9. You've clearly put a lot of thought into this and have used quotations to back your theory. However, I don't think you're right. Aside from GRRM's admitted mistake, Catelyn's and Jaime's differing descriptions of Jeyne can be explained in other ways. Catelyn is assessing Jeyne's suitability as a wife for her 16 year-old son. Jaime calls her a child but she's the same age as Robb, so this isn't an issue for Catelyn. Catelyn calls her pretty but, really, Jeyne's appearance is the least of her concerns. When assessing Jeyne's hips, she's looking to see if Jeyne will be able to carry and give birth to a child. Jaime is assessing Jeyne based on whether she is "a girl to lose a kingdom for" (initially judging her solely on appearance). Essentially, he's comparing her to Cersei (who he lost a kingdom for). As a man twice Jeyne's age, it's natural that Jaime should see her as a child. He dismisses Jeyne as merely pretty because she's not as beautiful as Cersei. When assessing Jeyne's hips, Jaime is looking at her womanly figure. Again, Jeyne falls short compared to Cersei but this doesn't mean that she doesn't still have child-bearing hips. Finally, Catelyn and Jaime see Jeyne at very different times. Catelyn sees a new bride, full of hope and in love with her husband. Jaime sees a widow who is grieving for her husband and worried for her brother (Raynald by the way). She could very easily have lost weight through grief, guilt and stress. She would also be feeling lost - she has lost a whole future and no longer has a place in the world. Is it really a surprise that we get two different descriptions? Besides, swtiching Jeyne with her sister would not have worked - I think Jaime would have realised he was a girl short. Not to mention that if GRRM wants Jeyne free he can always have her escape in TWOW when the Blackfish comes to rescue her without needing a switch. I think he wanted us to see the real Jeyne so that we could see her reaction to Robb's death and see that she never betrayed him. Also, it allows Jaime to compare her to Cersei (and eventually see where Cersei falls short).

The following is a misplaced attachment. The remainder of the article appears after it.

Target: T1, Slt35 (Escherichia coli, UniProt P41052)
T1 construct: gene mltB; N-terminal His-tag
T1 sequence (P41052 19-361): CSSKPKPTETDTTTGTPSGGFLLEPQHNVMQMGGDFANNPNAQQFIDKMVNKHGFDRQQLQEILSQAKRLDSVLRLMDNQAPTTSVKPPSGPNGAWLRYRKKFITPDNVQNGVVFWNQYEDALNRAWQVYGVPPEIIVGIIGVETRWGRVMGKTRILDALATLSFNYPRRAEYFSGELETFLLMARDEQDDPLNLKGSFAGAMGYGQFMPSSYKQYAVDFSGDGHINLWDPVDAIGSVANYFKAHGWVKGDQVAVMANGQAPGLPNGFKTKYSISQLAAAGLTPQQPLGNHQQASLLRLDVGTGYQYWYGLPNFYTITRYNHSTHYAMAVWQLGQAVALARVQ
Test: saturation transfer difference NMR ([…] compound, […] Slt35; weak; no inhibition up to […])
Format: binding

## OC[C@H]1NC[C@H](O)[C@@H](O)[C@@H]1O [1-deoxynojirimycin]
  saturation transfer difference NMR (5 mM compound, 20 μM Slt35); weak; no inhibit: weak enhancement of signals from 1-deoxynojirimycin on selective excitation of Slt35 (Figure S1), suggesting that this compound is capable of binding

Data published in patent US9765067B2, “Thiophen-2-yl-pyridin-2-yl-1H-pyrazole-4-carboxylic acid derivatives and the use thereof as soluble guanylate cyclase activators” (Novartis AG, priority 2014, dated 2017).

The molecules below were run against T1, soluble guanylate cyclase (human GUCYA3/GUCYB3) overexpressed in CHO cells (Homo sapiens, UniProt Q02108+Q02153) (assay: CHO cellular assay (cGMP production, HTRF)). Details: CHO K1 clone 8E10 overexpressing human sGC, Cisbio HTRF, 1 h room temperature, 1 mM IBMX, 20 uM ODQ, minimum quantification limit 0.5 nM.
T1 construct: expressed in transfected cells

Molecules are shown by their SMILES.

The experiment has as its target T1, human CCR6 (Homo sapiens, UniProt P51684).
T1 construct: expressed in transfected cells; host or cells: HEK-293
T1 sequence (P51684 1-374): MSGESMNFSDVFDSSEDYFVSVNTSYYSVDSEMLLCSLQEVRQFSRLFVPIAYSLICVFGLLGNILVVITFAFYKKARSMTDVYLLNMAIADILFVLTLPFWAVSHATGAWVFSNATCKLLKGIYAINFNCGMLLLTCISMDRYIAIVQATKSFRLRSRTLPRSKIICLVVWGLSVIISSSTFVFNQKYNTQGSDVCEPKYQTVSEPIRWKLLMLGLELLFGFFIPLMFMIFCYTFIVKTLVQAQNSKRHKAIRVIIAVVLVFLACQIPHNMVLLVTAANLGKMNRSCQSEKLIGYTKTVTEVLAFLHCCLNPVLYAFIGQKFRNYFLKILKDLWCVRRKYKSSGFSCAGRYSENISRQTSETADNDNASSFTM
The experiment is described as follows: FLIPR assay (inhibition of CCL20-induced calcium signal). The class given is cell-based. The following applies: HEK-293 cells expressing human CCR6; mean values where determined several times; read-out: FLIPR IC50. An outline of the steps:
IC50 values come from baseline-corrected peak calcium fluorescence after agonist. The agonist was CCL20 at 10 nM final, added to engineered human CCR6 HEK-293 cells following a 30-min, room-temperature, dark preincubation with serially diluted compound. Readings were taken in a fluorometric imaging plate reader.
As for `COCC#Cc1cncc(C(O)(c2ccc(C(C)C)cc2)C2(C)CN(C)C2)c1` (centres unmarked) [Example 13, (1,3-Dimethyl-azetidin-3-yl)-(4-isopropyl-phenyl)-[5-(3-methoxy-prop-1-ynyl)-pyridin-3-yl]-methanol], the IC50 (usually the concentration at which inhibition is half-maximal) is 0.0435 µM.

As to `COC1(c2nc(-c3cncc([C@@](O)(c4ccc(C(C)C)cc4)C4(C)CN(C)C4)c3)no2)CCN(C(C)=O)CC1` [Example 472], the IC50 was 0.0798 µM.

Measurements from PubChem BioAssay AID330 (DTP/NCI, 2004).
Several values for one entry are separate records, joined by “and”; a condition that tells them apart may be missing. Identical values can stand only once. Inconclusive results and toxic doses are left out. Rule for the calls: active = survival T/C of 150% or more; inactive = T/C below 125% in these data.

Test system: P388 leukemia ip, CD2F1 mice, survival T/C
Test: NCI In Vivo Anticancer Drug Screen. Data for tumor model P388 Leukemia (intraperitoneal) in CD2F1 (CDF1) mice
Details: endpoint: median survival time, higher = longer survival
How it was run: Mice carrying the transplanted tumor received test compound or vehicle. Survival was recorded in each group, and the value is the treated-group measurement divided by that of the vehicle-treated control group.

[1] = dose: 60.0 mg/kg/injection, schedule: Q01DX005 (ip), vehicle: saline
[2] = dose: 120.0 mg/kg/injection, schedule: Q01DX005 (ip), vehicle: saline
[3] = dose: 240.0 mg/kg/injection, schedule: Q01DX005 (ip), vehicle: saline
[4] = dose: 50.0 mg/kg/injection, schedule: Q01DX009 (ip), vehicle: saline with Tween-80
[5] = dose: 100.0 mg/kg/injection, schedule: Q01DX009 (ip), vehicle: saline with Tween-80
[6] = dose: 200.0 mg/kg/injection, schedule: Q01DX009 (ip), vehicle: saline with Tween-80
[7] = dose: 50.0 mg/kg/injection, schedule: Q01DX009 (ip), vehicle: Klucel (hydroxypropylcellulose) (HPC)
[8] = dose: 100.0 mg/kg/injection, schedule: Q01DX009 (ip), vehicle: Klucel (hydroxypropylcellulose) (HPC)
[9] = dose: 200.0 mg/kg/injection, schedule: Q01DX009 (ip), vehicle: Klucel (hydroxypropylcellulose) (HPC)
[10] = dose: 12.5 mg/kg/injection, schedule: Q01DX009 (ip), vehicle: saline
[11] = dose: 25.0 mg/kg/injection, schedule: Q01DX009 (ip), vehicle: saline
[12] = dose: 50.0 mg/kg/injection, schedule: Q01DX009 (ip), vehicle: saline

10. I think Robb probably kept the will with him. He was pretty confident that he would win the battle at Moat Cailin but he knew he could die in the process, so would probably just have left the will with someone he trusted during the battle. The only other alternatives are sending it to Seagard or Riverrun. I don't think he would have sent it with Maege and Glover because it was too risky. Even if the will was destroyed, all 5 witnesses are currently still alive, so that could act as proof if they all say the same thing. Either way, there's a good chance that Manderly will soon have Rickon, so the will will have little significance politically. It would probably give Jon respectability, though, so he could get the northern Lords on board with whatever he wants to do as Lord Commander. I think the bigger significance would be personal. I think Jon would be touched if he heard about the will and it would make him realise that Robb always considered him part of he pack, even if Jon always felt like an outsider.
  11. Whatever Karstark had done before became completely irrelevant when he murdered Tion and Willem. Robb had to kill him for 3 reasons: 1. Justice - Robb is the king and must be seen to dispense justice, else why are his lords following him and not Joffrey? The penalty for murder is death. This is especially important when you remember how Bran and Rickon were 'murdered'. 2. Honour - by executing Karstark, Robb makes it very clear the murders were not by his orders. Otherwise, why should anyone ever believe that Robb will keep his prisoners safe (and why should they reciprocate)? Someone who has recently broken an oath cannot afford another stain on their honour. 3. Control - Robb is still only 16. If he doesn't execute Karstark, his men will take it as a sign of weakness and will take it as an invitation to do whatever they like. To Jon's Queen Consort: all Cat did was give birth to him? Really?
  12. So, you are equating murdering child prisoners with releasing a prisoner and breaking an oath of betrothal? Please tell me you don't work in the justice system.